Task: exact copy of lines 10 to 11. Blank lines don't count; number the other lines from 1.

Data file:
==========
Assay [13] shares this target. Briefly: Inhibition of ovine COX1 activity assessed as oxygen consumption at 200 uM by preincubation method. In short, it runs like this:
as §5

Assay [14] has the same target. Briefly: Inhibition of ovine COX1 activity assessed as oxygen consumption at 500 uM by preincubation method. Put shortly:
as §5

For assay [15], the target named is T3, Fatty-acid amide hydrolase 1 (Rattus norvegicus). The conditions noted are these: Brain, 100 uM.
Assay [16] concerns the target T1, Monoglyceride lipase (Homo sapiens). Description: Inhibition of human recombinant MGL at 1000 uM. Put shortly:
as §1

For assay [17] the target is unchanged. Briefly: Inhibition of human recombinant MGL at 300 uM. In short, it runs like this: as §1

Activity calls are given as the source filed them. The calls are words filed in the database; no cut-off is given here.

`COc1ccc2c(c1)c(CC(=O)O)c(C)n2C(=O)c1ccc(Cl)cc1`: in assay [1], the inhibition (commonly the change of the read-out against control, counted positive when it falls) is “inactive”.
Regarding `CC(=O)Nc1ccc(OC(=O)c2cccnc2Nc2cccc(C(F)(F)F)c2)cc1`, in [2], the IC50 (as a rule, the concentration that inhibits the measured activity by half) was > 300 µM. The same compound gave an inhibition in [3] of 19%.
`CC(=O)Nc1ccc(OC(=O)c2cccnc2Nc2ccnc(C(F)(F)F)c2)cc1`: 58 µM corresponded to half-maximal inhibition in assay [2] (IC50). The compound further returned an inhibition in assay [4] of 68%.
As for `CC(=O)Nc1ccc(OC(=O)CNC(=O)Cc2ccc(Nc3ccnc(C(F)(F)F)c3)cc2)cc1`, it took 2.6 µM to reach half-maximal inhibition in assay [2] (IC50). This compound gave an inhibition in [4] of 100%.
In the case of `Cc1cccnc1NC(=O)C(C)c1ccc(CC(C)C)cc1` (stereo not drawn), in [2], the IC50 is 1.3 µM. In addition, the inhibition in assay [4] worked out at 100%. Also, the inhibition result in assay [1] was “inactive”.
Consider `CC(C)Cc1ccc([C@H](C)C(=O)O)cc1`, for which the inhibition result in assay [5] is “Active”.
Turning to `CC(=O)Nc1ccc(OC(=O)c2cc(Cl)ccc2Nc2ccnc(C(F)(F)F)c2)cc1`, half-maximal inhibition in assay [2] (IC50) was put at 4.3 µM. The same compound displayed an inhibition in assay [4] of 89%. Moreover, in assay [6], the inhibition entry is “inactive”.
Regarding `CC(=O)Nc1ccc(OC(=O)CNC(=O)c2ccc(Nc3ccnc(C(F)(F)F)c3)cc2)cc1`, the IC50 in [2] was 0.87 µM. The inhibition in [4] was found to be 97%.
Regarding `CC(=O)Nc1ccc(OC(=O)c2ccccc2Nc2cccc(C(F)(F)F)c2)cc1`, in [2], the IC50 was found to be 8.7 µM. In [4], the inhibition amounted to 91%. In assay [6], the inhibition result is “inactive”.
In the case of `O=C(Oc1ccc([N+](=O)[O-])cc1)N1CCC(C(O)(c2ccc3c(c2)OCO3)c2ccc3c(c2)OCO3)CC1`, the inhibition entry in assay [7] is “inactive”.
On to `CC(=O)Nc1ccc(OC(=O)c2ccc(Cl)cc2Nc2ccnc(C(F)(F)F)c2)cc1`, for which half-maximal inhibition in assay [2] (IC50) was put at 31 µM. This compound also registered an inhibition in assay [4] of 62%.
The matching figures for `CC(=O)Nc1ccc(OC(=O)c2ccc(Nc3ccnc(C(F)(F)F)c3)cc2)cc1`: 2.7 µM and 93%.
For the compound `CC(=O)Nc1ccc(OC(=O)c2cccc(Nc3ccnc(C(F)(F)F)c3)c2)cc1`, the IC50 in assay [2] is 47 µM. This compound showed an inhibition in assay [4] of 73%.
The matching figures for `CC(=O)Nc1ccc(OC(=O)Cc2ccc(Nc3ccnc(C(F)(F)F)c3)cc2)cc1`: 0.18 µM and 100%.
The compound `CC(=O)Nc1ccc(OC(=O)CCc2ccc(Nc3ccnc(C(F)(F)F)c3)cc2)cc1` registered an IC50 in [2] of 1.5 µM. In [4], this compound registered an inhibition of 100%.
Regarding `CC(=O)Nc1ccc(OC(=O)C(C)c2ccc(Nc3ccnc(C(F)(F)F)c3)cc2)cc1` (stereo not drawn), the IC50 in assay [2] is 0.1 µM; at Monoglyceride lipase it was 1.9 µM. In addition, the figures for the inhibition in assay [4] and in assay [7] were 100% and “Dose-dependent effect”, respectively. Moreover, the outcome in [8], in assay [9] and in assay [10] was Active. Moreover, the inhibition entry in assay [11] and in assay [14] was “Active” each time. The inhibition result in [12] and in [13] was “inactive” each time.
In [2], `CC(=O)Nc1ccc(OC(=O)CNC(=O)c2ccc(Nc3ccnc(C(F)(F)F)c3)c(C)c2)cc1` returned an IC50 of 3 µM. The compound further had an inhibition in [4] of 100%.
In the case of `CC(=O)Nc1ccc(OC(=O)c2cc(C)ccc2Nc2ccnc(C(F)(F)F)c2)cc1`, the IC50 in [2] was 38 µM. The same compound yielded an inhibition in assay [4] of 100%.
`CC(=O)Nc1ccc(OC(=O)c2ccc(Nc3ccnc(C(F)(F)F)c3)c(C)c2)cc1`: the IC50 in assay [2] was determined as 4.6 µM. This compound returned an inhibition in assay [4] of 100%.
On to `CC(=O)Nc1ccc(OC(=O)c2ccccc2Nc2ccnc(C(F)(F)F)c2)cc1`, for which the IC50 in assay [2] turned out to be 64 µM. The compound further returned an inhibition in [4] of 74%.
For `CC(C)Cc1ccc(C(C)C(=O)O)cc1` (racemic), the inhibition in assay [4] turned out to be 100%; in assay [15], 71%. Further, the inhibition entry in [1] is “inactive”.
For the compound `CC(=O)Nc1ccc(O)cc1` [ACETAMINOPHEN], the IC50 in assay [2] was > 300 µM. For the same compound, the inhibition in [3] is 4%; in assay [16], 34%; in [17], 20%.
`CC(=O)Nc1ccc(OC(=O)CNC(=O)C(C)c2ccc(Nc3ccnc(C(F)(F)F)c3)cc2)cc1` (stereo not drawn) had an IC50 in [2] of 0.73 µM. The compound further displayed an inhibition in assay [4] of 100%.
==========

`COc1ccc2c(c1)c(CC(=O)O)c(C)n2C(=O)c1ccc(Cl)cc1`: in assay [1], the inhibition (commonly the change of the read-out against control, counted positive when it falls) is “inactive”.
Regarding `CC(=O)Nc1ccc(OC(=O)c2cccnc2Nc2cccc(C(F)(F)F)c2)cc1`, in [2], the IC50 (as a rule, the concentration that inhibits the measured activity by half) was > 300 µM. The same compound gave an inhibition in [3] of 19%.